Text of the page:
BENTON – U.S. District Judge Staci Yandle denied certification of a class action over the wages of 45 professional drivers, finding their claims large enough to justify individual litigation.
In a Nov. 27 ruling, she wrote that plaintiff Robert Murphy of Kansas City, Mo., who sued Professional Transportation Inc., estimated damages of $835,373.53.
She wrote that this amount averaged out to more than $18,000 per driver.
She wrote that the Illinois Prevailing Wage Act provides attorney’s fees for a successful suit, making individual suits more feasible than in many class actions.
Murphy didn’t help his case by trying to hide a voluntary manslaughter conviction.
“Murphy’s failure to disclose his convictions in discovery potentially raises a question regarding his credibility,” Yandle wrote.
She wrote that the issue might hamper his ability to meet his fiduciary obligations to the class.
Professional Transportation employed drivers to deliver Union Pacific crews to work sites in the state’s high speed rail project.
Driver John Garecht sued Professional Transportation in 2014, claiming his work fell within the scope of the Prevailing Wage Act.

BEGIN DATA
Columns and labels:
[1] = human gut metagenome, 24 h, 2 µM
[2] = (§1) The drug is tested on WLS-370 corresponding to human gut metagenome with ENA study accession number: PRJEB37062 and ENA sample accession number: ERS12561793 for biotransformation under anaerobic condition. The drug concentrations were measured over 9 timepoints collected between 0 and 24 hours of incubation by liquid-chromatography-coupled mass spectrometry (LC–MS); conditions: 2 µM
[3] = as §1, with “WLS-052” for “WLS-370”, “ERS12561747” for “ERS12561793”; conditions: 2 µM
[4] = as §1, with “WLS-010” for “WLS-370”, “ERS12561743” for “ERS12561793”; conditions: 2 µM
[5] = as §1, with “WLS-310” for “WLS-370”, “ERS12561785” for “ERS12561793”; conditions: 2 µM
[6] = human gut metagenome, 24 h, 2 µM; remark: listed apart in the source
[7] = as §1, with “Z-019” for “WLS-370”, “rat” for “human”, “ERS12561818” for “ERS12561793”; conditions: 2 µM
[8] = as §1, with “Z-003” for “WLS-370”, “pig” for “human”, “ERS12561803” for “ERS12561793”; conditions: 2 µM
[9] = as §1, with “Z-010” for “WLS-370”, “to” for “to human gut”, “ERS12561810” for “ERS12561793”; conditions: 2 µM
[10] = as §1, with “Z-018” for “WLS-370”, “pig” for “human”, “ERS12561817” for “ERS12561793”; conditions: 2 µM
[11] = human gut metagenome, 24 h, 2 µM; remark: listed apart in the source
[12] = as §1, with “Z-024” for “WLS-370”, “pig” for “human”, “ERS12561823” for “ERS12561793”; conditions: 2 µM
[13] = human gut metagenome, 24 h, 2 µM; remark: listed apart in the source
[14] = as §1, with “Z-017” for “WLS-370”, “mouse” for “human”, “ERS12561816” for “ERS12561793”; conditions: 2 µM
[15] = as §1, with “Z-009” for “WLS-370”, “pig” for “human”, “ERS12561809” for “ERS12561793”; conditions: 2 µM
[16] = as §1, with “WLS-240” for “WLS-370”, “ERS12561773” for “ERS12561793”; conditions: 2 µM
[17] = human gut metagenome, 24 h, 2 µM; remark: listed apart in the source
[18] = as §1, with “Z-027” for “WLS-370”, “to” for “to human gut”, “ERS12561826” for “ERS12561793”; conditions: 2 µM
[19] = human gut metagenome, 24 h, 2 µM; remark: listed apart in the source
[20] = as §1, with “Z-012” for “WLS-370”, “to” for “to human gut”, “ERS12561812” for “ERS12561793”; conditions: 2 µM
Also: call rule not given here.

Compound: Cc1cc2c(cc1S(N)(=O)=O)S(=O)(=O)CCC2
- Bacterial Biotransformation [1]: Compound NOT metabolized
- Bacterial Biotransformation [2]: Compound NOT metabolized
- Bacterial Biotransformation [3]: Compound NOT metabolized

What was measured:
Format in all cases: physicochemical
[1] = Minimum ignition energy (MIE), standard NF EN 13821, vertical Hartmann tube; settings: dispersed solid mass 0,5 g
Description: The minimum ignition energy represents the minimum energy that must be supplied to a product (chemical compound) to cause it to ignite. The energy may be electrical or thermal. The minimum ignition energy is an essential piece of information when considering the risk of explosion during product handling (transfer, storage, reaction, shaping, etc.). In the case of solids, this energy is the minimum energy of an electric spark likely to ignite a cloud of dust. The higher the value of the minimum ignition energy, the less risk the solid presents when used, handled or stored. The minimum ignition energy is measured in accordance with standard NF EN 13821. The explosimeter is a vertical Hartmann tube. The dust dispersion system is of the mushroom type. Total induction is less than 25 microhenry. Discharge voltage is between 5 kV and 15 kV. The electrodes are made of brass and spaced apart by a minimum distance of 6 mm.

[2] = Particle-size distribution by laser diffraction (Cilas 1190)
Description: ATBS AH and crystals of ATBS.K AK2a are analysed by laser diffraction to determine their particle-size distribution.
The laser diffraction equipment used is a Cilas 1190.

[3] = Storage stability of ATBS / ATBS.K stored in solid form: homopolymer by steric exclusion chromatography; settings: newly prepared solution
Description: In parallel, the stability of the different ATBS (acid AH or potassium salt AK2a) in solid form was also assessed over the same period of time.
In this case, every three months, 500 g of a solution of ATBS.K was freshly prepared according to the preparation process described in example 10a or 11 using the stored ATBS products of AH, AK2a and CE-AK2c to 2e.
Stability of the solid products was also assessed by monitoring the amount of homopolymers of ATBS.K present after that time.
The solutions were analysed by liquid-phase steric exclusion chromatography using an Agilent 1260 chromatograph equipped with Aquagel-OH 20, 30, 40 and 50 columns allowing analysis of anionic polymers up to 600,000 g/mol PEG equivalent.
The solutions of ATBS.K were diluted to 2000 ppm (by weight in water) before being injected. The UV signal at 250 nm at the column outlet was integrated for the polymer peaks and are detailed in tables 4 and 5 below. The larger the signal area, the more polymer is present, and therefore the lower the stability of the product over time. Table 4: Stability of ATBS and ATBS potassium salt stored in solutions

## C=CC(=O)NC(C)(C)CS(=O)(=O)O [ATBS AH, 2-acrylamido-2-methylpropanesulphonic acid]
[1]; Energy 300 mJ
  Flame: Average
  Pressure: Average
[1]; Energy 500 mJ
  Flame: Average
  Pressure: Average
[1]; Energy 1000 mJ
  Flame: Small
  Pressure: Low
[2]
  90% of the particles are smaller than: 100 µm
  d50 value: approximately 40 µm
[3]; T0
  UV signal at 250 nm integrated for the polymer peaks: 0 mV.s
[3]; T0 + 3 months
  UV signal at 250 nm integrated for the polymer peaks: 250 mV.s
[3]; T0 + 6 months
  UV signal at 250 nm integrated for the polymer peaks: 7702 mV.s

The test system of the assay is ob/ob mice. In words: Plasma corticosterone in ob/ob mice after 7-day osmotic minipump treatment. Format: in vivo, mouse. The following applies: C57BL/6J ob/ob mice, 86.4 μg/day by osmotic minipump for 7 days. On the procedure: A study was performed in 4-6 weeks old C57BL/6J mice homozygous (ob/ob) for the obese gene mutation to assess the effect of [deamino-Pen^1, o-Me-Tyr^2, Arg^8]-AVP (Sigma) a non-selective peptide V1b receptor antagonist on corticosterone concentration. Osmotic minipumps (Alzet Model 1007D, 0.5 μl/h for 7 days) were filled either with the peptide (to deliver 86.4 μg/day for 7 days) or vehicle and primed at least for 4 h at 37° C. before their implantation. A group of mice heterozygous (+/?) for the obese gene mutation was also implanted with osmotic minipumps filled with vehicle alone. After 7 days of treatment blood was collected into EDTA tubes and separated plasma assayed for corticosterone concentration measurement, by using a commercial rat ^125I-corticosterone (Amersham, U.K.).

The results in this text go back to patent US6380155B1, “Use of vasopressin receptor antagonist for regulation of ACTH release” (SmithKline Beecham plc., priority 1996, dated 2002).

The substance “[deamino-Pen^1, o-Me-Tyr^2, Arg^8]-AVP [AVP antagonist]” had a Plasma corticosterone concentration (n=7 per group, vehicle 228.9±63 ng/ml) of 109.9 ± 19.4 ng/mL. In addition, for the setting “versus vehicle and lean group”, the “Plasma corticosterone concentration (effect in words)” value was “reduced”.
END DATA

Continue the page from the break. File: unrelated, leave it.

His complaint estimated the class at 300, but the final tally fell far short.
At a hearing last December, Yandle said, “Are we still looking at 45?”
Garecht’s lawyer, Joseph Cassell of Wichita, Kan., said yes.
Yandle said she wasn’t clear where that number came from.
Cassell said his associate, Terry Smith, filed a declaration.
Yandle said, “I have some question as to whether or not that is sufficient evidence even for this stage.”
Professional Transportation counsel Michael Ray of Chicago said, “This case is trying to pound a square peg into a round hole, because we have people who are inherently mobile and this statute is designed to deal with construction sites.”
Garecht died in January, and Murphy replaced him.
In August, Ray filed a brief claiming Murphy testified in a deposition that he submitted false information in interrogatory responses.
He wrote that Murphy stated under oath in his interrogatory responses that he had not been convicted of any felonies.
Ray wrote that in Murphy’s deposition, he said he breezed through his responses and “just signed my name where I saw my name.”
When Yandle denied class certification, she still hadn’t seen evidence for the tally of 45 drivers.
She wrote that Smith’s declaration constituted mere speculation, and the case did not pass the numerosity test for a class action.
She wrote that Murphy did not pass the test of a class representative’s adequacy.
Yandle wrote that felony convictions aren’t a bar to representing a class, but failure to disclose them was a problem.
She also found that individual issues would predominate, because ascertaining damages would require determination of the prevailing wage that applied.
She wrote that Garecht admitted the wage varied from county to county.